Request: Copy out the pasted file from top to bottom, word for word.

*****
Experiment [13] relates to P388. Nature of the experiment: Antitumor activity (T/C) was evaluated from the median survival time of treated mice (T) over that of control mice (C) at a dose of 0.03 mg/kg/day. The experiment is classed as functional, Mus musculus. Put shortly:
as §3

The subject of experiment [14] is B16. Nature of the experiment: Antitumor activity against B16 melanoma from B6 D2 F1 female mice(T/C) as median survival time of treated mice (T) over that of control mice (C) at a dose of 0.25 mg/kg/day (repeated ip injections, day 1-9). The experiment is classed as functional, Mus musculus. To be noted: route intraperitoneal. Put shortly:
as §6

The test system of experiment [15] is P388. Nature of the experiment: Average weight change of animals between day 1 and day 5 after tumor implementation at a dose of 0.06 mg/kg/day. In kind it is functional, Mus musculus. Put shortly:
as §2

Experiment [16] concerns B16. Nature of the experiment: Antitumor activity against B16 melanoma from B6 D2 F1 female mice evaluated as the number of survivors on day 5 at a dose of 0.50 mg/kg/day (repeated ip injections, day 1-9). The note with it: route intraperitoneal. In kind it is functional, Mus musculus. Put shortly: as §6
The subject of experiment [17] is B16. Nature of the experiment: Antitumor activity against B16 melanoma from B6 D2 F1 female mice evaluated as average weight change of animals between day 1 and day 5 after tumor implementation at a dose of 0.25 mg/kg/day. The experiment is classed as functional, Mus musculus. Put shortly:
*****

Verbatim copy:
Experiment [13] relates to P388. Nature of the experiment: Antitumor activity (T/C) was evaluated from the median survival time of treated mice (T) over that of control mice (C) at a dose of 0.03 mg/kg/day. The experiment is classed as functional, Mus musculus. Put shortly:
as §3

The subject of experiment [14] is B16. Nature of the experiment: Antitumor activity against B16 melanoma from B6 D2 F1 female mice(T/C) as median survival time of treated mice (T) over that of control mice (C) at a dose of 0.25 mg/kg/day (repeated ip injections, day 1-9). The experiment is classed as functional, Mus musculus. To be noted: route intraperitoneal. Put shortly:
as §6

The test system of experiment [15] is P388. Nature of the experiment: Average weight change of animals between day 1 and day 5 after tumor implementation at a dose of 0.06 mg/kg/day. In kind it is functional, Mus musculus. Put shortly:
as §2

Experiment [16] concerns B16. Nature of the experiment: Antitumor activity against B16 melanoma from B6 D2 F1 female mice evaluated as the number of survivors on day 5 at a dose of 0.50 mg/kg/day (repeated ip injections, day 1-9). The note with it: route intraperitoneal. In kind it is functional, Mus musculus. Put shortly: as §6
The subject of experiment [17] is B16. Nature of the experiment: Antitumor activity against B16 melanoma from B6 D2 F1 female mice evaluated as average weight change of animals between day 1 and day 5 after tumor implementation at a dose of 0.25 mg/kg/day. The experiment is classed as functional, Mus musculus. Put shortly: